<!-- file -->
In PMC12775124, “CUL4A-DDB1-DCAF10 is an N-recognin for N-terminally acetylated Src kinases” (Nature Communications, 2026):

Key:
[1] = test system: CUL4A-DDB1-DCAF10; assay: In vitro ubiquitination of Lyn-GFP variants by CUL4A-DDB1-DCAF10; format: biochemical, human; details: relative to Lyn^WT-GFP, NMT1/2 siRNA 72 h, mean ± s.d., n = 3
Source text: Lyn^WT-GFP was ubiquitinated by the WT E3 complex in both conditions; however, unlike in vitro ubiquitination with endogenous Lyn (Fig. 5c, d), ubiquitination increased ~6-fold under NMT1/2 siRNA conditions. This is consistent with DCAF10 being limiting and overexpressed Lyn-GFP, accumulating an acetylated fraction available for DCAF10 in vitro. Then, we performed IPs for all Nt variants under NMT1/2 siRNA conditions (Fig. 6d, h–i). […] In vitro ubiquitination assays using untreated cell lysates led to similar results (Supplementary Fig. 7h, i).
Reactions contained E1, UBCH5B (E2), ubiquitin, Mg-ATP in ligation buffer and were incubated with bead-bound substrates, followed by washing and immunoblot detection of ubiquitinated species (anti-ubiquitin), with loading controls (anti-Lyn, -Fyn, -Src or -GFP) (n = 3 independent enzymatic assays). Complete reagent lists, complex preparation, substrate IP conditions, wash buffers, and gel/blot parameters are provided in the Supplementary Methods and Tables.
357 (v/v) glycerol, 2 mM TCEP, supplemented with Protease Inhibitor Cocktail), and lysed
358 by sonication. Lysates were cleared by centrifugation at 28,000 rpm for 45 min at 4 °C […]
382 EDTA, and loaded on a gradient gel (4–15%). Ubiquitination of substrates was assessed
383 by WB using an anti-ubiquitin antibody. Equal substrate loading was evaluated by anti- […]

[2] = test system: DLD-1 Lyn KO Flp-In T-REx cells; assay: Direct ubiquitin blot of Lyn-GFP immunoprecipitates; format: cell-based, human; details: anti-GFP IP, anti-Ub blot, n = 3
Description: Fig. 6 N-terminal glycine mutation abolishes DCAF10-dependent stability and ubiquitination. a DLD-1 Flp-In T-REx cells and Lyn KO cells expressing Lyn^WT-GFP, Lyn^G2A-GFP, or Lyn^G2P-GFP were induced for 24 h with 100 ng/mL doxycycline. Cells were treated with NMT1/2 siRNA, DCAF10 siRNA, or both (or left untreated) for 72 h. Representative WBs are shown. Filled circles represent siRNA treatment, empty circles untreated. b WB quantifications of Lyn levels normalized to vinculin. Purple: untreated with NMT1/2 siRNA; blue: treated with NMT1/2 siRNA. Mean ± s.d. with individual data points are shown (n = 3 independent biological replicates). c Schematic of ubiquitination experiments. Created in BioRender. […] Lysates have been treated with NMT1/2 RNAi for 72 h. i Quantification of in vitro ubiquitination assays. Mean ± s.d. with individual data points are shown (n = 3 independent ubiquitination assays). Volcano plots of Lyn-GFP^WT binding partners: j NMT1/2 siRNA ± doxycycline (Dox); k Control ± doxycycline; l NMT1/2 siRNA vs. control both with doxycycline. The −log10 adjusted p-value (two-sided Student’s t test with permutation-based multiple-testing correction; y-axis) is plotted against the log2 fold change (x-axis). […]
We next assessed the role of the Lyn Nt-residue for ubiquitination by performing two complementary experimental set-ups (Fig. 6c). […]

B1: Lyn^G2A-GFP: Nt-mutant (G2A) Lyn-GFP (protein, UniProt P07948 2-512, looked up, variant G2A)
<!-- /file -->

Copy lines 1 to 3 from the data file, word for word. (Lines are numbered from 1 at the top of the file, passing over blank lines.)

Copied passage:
In PMC12775124, “CUL4A-DDB1-DCAF10 is an N-recognin for N-terminally acetylated Src kinases” (Nature Communications, 2026):

Key:
[1] = test system: CUL4A-DDB1-DCAF10; assay: In vitro ubiquitination of Lyn-GFP variants by CUL4A-DDB1-DCAF10; format: biochemical, human; details: relative to Lyn^WT-GFP, NMT1/2 siRNA 72 h, mean ± s.d., n = 3